ATLANTA (AP) — Georgia Republicans have again proposed legislation they argue will protect people acting on religious belief, undaunted by the forceful veto of a similar proposal last year by the state's Republican governor.
The bill filed Tuesday revived heated opposition from the state's business community and advocates who fear it will excuse discrimination against LGBT people.
Sen. Marty Harbin, a Republican from Tyrone, has 18 co-sponsors, but the proposal's odds of becoming law in a GOP-led state aren't clear. Key members of Senate leadership aren't among the list of supporters, and House Speaker David Ralston, R-Blue Ridge, has said he'd prefer to see Congress take the lead on the issue.
Conservative Republicans have tried since 2014 to pass bills granting various types of legal protection to religious people. None of the proposals reached the governor's desk until last year.
Deal, who is constitutionally limited to two terms, was pressured by religious conservatives in favor of the bill and major corporations that threatened to leave the state if it became law, including warnings from the NFL that Atlanta's bid to host a Super Bowl was in jeopardy. In his veto message, Deal said he found no situation in Georgia that merited the change and added that protection of religious belief "is best left to the broad protections of the First Amendment to the United States Constitution."
Harbin's proposal requires that a 1993 federal law called the "Religious Freedom Restoration Act" apply in Georgia. According to the American Civil Liberties Union, similar legislation has been introduced this year in five states: Colorado, Oklahoma, Hawaii, Minnesota and West Virginia.
The federal law requires that governments being sued prove that a law meets a "compelling" interest and doesn't substantially restrict someone's ability to practice their religion. The U.S. Supreme Court ruled in 1997 that the law didn't apply to states, prompting a wave of state-level legislation that picked up again in recent years.
Deal, who was in the U.S. House before running for governor, voted for the federal law. Supporters of the bill hope this year's approach will convince him to sign off, said Mike Griffin, public affairs director for the Georgia Baptist Mission Board. The organization has been among the chief supporters of previous legislation and vowed to try again this session.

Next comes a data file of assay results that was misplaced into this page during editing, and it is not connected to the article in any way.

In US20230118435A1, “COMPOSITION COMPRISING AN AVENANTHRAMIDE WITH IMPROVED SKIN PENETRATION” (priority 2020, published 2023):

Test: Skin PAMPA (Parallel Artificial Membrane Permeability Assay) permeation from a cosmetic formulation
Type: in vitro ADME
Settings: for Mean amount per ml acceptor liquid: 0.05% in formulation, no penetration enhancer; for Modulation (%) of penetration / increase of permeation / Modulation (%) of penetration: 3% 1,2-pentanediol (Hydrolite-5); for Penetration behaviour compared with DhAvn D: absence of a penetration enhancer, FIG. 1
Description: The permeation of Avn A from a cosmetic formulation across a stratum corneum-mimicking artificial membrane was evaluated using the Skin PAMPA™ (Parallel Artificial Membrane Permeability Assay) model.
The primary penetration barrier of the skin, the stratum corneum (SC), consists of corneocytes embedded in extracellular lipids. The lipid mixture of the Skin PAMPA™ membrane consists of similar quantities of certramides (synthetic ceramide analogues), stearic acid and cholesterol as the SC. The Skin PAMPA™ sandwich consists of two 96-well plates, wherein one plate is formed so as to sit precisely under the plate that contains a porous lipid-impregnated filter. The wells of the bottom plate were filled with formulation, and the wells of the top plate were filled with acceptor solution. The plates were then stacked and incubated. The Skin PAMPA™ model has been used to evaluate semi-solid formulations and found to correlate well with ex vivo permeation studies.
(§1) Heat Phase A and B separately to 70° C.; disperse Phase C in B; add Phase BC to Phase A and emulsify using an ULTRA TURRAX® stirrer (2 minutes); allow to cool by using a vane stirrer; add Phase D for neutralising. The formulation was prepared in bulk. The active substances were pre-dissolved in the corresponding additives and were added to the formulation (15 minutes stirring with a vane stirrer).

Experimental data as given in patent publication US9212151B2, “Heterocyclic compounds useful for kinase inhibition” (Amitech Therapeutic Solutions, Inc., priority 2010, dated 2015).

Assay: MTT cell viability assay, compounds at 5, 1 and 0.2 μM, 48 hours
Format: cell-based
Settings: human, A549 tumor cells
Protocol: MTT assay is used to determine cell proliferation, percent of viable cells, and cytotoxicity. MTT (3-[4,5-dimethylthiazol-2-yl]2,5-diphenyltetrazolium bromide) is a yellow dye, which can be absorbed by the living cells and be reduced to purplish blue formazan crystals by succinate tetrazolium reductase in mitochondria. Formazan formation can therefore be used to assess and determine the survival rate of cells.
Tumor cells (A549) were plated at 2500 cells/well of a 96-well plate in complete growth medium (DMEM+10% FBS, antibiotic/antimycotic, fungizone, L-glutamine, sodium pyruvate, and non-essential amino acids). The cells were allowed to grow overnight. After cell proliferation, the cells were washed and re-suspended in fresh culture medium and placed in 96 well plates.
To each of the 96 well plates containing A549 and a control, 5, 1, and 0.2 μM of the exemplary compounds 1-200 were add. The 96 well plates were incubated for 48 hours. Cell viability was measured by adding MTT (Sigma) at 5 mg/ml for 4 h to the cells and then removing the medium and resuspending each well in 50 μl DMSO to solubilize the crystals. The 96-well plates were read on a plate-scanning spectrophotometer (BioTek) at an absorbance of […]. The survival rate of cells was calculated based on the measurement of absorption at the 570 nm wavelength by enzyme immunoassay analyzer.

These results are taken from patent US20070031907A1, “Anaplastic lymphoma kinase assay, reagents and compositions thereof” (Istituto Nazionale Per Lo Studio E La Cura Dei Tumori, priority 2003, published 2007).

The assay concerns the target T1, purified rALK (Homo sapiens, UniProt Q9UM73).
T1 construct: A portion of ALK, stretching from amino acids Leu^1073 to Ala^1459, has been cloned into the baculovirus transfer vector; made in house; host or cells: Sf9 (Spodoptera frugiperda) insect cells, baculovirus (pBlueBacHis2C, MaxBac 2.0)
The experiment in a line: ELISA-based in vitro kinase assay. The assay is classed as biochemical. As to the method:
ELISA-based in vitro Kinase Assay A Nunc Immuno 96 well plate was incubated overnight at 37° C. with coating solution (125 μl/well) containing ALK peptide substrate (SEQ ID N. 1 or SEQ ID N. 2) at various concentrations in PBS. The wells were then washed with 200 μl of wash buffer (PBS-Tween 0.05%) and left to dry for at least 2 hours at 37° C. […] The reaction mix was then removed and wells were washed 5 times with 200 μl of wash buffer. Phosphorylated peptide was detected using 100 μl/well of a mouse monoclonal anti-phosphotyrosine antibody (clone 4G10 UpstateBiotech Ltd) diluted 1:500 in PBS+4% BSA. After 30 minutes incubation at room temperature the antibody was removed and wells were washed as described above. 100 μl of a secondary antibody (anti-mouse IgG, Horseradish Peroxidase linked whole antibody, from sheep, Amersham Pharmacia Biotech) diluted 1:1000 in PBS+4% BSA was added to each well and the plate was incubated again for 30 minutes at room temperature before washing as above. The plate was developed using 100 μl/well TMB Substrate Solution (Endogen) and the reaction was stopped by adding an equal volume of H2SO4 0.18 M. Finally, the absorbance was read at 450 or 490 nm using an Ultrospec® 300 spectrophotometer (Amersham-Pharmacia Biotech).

"The (governor's) veto of the 2016 legislation has just caused us to work even harder at trying to pass minimum standards of religious liberty like he voted for in Congress," Griffin said. "We feel this is the best bill we can give him."
The change hasn't placated some of the Capitol's most influential organizations. Officials with the Georgia Chamber of Commerce and Metro Atlanta Chamber issued a joint statement on Tuesday indicating opposition.
"Gov. Deal clearly stated in his veto statement last year why this type of legislation was already a constitutional right, unnecessary and would distract from our strong performance in creating new jobs in our state," the statement said. "While there's no new evidence to suggest this legislation is needed to strengthen a right guaranteed by our constitution, there is plentiful data other states have suffered and will continue to suffer long-term economic harm for enacting a law that many see as discriminatory."
A coalition of businesses called Georgia Prospers also announced Tuesday that more than 600 companies have pledged to oppose proposals "that allow discrimination or appear to allow discrimination." The organization pointed to business backlash last year to a North Carolina law requiring transgender people to use restrooms in public buildings that correspond to the sex on their birth certificates.
"The bigger our numbers and the more legislative districts where we have members, the less likely we are to confront legislation that would hurt our state's well-earned brand as a great place to do business - and a welcoming place to live and visit," said Ronnie Chance, the group's chairman.